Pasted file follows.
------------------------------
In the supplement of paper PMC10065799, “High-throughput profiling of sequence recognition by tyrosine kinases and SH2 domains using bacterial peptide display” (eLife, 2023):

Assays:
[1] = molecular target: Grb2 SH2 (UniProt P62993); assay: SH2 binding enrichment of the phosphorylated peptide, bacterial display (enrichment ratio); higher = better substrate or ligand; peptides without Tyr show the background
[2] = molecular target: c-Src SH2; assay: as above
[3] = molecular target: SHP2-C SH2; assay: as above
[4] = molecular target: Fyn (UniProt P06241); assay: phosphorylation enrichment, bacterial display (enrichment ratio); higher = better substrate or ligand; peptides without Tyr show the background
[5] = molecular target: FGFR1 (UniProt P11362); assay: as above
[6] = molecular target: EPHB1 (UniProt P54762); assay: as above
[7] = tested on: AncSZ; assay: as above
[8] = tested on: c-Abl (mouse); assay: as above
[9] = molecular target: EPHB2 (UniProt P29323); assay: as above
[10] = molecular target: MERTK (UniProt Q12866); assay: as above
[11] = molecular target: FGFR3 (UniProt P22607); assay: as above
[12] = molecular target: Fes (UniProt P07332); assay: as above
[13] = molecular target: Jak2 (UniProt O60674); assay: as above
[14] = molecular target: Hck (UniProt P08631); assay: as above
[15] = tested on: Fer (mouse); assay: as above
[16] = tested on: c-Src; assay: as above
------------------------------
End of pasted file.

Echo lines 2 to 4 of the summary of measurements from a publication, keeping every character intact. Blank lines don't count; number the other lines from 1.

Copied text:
Assays:
[1] = molecular target: Grb2 SH2 (UniProt P62993); assay: SH2 binding enrichment of the phosphorylated peptide, bacterial display (enrichment ratio); higher = better substrate or ligand; peptides without Tyr show the background
[2] = molecular target: c-Src SH2; assay: as above